rujasu wrote:- Claudius is not, for the early part of the game, clearly any kind of hero... in fact, he's supposed to be looking for the hero. He's on an errand. And even in games where the hero is clearly set out to save the troubled world, he usually has to prove himself before the town is going to trust him with all of its best weapons.
Definitely - for the first large part of the game, and even for late parts of the game, the hero gets no special treatment until they've proven themselves beyond reasonable doubt.
rujasu wrote:And by the time the party has proven to be the world's only hope, all of the weapons they need are hidden in dungeons... in those convenient little treasure chests...
I think that when our heroes get truly leet, any of the meaningful items they get should largely
either be made for free from components, "granted" to them by a local lord, etc, or found in some hard-to-reach place. Mostly because these item themselves would a bit legendary in their own right. I could see a king charging claudius with a task, and giving him certain artifacts to complete that task. In fact, now that I think about it, I don't remember Chrono Trigger having much shopping-proper in the game; I think that they too actually granted a lot of items through special encounters.
rujasu wrote:- The whole idea of all cave-dwelling demons possessing currency is far more suspect than the idea of store owners being irrationally money-hungry.
I could see bandits having cash, and I could see intelligent
, sapient non-humans possessing valuable things. One very good idea for caves - something that worked excellently in the exile/avernum series of games, was for valuable things to be on the corpses of the victims of unintelligent monsters. When going into dungeons in that game, you'd sometimes see items on the bodies of adventurers who'd gone before you. I think that was the case in diablo, as well.
Likewise, a good share of monsters could be seen to hoard valuables in their nest, though most would not hoard them on their body.
One plausible thing would be to have monsters whom the town has placed a general bounty on; back in the day, ranchers/farmers would place bounties on predators like wolves, foxes, bears, large cats, etc. If you took a token of the ones you killed, you could get paid. (
In one of the darker notes of history, you could also get paid in certain times/places, for the scalps/etc. of a certain species of primate. When people said lines like "Bring me his head on a plate!," they weren't quite exaggerating.
rujasu wrote:- In other games, you can't buy weapons at all... you have to get the blacksmith to make the equipment for you, and you have to collect the raw materials. See Chrono Cross, or to a lesser extent Star Ocean on the PS1. Would you prefer to do something in that vein? Of course, this is a bit contrived as well, and I don't know how much more enjoyment it brings to the player. Not a bad system though, and probably not that complicated to implement, either.
I think it would be fun to do these things based on favors owed you by the craftsman; sometimes related to the work, sometimes not. Sometimes they'd ask for raw materials, sometimes they might ask the skilled adventurer to do something they themselves are incapable of (perhaps asking them to climb a rock face and fetch a plant, or lift a heavy object, or translate some script they can't read. Especially when the heroes learn magic, this would make sense.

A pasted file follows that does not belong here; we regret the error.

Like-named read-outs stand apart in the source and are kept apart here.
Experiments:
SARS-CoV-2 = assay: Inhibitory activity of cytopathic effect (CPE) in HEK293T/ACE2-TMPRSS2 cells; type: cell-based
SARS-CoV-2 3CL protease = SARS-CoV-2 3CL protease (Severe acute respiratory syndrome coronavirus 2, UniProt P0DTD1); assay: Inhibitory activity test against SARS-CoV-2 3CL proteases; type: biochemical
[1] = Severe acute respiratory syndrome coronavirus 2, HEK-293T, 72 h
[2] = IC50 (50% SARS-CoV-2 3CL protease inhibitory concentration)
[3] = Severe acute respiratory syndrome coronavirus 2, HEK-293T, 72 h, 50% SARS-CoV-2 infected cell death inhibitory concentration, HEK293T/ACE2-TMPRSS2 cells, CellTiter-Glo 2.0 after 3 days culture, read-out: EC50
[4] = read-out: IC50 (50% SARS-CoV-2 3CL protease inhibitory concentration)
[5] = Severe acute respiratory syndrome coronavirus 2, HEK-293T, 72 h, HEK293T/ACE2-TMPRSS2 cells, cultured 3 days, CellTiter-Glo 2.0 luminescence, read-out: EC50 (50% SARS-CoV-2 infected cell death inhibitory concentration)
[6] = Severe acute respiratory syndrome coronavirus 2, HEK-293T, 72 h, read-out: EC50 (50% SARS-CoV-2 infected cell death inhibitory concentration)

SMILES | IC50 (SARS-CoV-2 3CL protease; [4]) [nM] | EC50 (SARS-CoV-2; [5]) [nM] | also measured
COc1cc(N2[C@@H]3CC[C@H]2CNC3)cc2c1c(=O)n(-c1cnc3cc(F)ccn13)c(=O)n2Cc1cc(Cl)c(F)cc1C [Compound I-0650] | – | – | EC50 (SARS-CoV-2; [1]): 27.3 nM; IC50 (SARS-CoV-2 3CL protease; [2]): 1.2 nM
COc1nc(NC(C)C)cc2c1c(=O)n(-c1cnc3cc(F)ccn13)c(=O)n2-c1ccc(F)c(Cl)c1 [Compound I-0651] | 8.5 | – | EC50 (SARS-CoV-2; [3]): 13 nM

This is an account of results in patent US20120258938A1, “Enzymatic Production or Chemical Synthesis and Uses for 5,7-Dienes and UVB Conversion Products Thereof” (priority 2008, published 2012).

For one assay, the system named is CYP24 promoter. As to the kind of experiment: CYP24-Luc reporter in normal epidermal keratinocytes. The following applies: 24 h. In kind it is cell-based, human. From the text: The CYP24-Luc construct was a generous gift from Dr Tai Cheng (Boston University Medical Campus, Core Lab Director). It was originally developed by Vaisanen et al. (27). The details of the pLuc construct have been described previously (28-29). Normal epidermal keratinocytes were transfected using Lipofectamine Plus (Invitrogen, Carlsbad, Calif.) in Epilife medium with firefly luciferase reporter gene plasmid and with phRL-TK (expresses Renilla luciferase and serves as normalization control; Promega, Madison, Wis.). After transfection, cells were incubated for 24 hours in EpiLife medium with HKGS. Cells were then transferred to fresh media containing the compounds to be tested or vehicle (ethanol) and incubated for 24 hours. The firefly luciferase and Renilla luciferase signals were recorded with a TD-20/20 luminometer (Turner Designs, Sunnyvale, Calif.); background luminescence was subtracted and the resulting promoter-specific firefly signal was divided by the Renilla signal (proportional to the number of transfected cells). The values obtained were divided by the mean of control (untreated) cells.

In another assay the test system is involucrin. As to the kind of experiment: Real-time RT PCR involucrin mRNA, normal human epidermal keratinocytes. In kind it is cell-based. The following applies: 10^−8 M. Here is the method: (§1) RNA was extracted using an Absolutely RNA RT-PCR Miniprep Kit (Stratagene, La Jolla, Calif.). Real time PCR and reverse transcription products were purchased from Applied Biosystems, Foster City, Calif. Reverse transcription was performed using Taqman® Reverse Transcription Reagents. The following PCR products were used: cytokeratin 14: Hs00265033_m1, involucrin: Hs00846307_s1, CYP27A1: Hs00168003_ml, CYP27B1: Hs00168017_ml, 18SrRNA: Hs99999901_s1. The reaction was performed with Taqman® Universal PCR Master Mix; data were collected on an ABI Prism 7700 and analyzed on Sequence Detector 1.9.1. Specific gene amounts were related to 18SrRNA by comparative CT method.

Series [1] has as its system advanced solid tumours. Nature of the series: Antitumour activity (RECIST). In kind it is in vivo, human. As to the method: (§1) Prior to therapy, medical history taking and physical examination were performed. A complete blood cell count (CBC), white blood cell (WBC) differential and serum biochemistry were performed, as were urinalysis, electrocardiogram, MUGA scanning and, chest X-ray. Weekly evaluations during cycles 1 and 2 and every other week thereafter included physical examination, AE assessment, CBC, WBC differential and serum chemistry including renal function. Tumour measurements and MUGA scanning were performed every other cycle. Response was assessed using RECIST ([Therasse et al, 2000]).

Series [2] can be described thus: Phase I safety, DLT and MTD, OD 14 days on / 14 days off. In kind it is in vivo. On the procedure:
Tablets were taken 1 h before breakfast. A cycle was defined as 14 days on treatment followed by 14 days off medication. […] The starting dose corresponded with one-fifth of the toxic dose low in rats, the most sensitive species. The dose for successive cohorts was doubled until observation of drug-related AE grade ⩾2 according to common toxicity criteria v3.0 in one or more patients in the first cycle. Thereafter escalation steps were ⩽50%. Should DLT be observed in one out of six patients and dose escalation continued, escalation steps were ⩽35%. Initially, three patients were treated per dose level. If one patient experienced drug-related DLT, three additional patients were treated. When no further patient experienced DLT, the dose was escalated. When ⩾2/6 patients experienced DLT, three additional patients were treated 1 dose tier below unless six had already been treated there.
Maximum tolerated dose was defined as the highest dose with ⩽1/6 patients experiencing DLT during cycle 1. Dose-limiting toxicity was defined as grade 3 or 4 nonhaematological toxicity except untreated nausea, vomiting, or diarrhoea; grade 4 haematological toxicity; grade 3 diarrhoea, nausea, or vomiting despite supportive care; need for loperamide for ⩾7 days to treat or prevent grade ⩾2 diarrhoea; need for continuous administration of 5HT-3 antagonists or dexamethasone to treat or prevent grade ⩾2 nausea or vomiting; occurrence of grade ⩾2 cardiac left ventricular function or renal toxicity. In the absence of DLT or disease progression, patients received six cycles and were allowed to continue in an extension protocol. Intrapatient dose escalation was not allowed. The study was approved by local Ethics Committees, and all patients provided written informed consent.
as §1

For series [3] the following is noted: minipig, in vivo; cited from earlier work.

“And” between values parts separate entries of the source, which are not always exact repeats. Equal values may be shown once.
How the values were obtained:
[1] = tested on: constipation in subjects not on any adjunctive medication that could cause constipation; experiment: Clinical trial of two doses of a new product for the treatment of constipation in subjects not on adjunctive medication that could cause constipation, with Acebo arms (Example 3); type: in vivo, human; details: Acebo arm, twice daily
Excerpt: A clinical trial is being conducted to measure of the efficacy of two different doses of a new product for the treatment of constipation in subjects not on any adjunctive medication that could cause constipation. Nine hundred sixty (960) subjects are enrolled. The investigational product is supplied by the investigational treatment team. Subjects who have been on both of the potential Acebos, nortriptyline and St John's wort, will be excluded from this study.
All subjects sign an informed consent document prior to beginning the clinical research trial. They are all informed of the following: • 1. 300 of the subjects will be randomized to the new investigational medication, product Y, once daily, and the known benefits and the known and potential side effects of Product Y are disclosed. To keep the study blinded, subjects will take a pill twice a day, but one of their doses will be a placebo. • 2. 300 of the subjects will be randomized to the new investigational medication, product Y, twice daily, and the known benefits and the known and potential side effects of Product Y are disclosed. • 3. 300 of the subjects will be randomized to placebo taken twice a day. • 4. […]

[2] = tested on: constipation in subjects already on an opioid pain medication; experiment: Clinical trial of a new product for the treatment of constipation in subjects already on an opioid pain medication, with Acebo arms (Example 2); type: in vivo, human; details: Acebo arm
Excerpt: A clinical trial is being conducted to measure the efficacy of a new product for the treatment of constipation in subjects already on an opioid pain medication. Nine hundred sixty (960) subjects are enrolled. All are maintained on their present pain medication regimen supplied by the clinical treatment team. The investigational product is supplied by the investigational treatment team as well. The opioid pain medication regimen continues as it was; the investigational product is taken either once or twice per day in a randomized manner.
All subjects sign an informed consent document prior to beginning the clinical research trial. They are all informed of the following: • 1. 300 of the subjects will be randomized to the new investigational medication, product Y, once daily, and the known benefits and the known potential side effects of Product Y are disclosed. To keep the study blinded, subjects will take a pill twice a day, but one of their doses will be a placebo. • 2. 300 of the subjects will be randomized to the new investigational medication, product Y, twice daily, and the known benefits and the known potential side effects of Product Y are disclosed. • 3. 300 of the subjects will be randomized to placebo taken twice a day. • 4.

I think another awesome thing would be to make most trips to the blacksmith/tanner be for the same purpose that real people went to the blacksmith - real people went to the blacksmith to repair things, and things got goofed up all the time. Armor would get dented, swords would get chipped or even broken, gloves would get torn. I liked the idea behind the system that diablo had - for how weaponry would wear out as it got used. This was somewhat castrated by how often you switched equipment in that game, and I think that it could have a lot more use if it were in a game setting where - for the longest time, your character was equipped with just mundane weaponry.
On a side note - I think it would be cool, for a while, to have a variety of mundane equipment that was not a linear progression; to have a choice of weaponry where each different kind of sword you used had advantages and disadvantages (for a cheap example, an iron greatsword/claymore might do more damage than an iron broadsword, but would be much more unwieldy, and couldn't easily be used with a shield). In certain places you could get your hands on more durable/better makes of things (such as steel weapons), and additional varieties of weapons, but you wouldn't immediately drop into the usual RPG progression of wacky items that immediately become exponentially more powerful than the ones before. E.g, I don't like a game that has weapons with damage ratings that progress like the following:
This is how Secret of Mana 2 worked, and it was a bit ... boring, that way. There wasn't any strategy to it, you merely grabbed the latest version of the weapon/armor you had, in order to be able to compete in the latest area.
I'd like to see magic weapons made rare; and possibly made extensible with that shard thing roots talked about. In essence, made so that when you do get a magic weapon, you're highly unlikely to just pawn it off, later on. It'd be a major treasure of yours, and it would grow with you.
rujasu wrote:- Maybe, rather than the aforementioned conveniently placed chests, we could have things for the party to accomplish (ex: saving the stupid kid who went into Ye Forbidden Cave of Dangers) in a given dungeon/stage of the game, and the townsfolk reward them based on how many of these tasks they complete by giving them equipment and powerful items.